Odanah :: Post Folk


By Natalie Bohrn

“We have church,” Mike Fox laughs on a brisk spring afternoon over bagels and beer at the Sherbrook Street Delicatessen. I’ve asked about his band Odanah’s rehearsal rituals. “We’ve got a good little thing going on,” he says. “Instead of jamming on Friday nights with a few beers, we get together on Sundays at 10 in the morning with coffee… It’s become a good way to get stuff done.”

“It’s a great way to wake up — rocking out,” agrees Brady Allard, co-leader of the transforming folk-rock four-piece.

This weekend ritual has been going on for a year of Odanah’s two years as a band, ever since adding Ashley Au on bass and Dan Britton on drums to the fold, and it seems to have oddly reverberated in the Winnipeg music scene. Odanah were invited to play the Big Fun Festival’s Hangover Brunch on a Sunday afternoon, a West End Cultural Centre Sunday afternoon matinee show in April, and have been addressed by CBC Manitoba as “this lovely, sweet little folk band that’s sort of perfect to hear in a tiny venue with some tea.”

While it’s true that Odanah’s debut EP, Blood and Sour Mash, was influenced in no small way by two of the softest and darkest of Americana duos, Gillian Welch and Dave Rawlings and The Milk Carton Kids, Odanah is now in the bittersweet process of breaking up with its old self.

With the folk duo project, “we felt limited to smaller venues and coffee shops,” says Mike Fox. “And Brady or I would keep finding ourselves writing something and saying, ‘That’s not really appropriate for the band.’ Eventually, it turned more and more into, ‘Let’s use it.’”

“We were holding back the dam of garage rock,” agrees Allard. “At one point we had five new songs that weren’t folk, so we said, ‘Why don’t we relax the rules a little bit?’”

In this way, the songs Odanah puts forth have always followed the natural current of what Mike and Brady have been enjoying listening to: at the moment, Yo La Tengo, The War On Drugs, Real Estate, Kurt Vile, and Mac DeMarco are a few shared favorites. The Odanah song “Sugar” sounds like it owes a little something to Brooklyn’s punk revivalists Parquet Courts, and was indeed written while Allard was heavily into their album Light Up Gold.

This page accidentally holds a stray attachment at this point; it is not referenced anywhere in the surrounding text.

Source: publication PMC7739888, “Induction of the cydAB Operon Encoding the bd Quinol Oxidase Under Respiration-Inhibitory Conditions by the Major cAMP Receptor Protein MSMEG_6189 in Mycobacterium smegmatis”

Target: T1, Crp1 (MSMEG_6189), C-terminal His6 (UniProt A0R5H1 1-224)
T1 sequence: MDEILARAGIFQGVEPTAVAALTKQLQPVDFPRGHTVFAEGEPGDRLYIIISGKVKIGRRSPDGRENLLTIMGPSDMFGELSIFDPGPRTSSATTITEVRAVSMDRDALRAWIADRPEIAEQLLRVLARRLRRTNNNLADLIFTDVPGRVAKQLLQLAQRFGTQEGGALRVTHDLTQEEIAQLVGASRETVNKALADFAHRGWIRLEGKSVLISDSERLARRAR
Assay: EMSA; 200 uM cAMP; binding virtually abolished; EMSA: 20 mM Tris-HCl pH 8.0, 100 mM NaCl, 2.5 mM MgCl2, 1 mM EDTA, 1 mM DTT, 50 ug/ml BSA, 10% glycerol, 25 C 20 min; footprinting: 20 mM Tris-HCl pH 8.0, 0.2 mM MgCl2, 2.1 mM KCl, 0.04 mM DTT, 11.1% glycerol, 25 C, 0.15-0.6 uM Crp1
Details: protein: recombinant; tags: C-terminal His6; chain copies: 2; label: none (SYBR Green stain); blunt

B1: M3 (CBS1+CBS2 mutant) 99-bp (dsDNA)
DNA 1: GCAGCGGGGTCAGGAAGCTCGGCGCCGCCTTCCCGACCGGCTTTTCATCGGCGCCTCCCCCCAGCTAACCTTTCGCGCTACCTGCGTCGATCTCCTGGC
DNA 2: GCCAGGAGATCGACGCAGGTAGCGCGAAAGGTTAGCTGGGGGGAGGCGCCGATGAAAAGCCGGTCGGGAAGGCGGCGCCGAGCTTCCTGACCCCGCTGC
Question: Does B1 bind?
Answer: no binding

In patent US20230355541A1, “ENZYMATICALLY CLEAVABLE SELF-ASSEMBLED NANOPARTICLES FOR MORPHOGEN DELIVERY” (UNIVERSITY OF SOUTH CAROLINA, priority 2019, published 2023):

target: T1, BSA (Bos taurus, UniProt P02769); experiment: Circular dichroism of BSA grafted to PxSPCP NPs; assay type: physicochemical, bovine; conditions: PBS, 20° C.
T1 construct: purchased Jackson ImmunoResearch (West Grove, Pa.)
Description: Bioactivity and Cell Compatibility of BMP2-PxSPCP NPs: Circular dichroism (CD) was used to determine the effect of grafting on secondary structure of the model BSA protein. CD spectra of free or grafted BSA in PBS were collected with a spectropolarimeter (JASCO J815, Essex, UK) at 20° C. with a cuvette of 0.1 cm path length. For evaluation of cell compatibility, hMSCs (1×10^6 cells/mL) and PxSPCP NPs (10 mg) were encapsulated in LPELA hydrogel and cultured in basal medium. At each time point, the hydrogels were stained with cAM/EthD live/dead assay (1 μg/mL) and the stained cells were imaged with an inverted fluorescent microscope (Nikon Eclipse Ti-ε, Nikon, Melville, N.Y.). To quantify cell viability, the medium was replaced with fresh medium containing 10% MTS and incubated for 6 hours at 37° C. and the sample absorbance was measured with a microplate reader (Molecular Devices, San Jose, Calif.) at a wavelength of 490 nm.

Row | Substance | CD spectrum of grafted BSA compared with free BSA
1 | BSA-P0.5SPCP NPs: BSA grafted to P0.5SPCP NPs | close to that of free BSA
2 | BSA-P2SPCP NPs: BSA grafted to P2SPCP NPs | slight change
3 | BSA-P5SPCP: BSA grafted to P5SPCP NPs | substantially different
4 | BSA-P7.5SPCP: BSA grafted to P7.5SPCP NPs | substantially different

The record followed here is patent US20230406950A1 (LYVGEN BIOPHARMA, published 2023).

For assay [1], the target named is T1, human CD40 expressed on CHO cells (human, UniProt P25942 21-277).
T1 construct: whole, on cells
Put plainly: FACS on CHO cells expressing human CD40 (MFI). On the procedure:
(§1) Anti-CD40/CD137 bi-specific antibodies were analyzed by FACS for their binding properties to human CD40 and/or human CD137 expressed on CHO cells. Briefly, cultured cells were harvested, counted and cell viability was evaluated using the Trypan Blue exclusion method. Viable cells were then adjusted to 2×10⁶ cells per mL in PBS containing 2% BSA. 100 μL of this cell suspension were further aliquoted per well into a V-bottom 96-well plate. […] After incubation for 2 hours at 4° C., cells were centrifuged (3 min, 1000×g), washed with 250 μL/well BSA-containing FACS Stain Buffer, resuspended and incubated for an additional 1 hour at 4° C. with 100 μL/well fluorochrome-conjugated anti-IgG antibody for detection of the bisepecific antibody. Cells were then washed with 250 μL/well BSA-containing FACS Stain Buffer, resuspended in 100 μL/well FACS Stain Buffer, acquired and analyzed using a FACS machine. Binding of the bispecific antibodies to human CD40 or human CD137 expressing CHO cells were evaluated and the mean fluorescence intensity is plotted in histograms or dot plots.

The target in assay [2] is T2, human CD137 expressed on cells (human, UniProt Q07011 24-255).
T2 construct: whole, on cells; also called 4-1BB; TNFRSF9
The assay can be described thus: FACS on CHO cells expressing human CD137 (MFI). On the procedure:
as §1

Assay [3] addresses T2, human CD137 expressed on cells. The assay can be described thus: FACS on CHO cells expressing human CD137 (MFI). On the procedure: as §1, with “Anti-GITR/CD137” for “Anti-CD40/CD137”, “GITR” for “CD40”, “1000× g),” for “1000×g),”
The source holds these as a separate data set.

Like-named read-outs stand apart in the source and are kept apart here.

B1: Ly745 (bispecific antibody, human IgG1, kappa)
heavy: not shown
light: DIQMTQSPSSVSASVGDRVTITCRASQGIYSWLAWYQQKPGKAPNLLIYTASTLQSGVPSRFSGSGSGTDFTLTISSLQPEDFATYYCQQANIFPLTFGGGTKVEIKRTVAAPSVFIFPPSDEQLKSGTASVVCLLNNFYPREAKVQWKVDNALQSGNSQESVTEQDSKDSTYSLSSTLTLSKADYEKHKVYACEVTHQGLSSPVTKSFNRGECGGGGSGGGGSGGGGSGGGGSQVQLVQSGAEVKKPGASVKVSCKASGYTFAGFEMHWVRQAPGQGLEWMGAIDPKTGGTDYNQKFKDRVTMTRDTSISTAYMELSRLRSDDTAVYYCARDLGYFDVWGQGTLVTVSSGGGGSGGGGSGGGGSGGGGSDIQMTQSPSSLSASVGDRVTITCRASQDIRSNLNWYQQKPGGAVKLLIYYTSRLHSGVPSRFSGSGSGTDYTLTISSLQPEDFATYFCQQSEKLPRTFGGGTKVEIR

At present, Odanah has pitched their tent in the no man’s land between the traditionally polarized introverted, finger-picking folk and rowdy, full-band garage-rock. For live shows, the band moves behind either line delicately, depending on the night, the venue, the vibe, and their bill partners.

“We’re playing a folkier show in Toronto,” says Fox of Odanah’s spring tour out to the nation’s capital and back, “and we’re also playing The Mansion in Kingston with a bunch of psych bands.”

“We still have the folk songs and we still play them. I still love a lot of our older folk songs,” admits Allard. “But going forward, I think we’ll identify less and less with being a folk band.”

Odanah is ready to release all the new music they’ve been playing, and plan to drop a new album in late summer or autumn of 2015. “All the songs are ready, we just need to get in there and press record,” says Allard.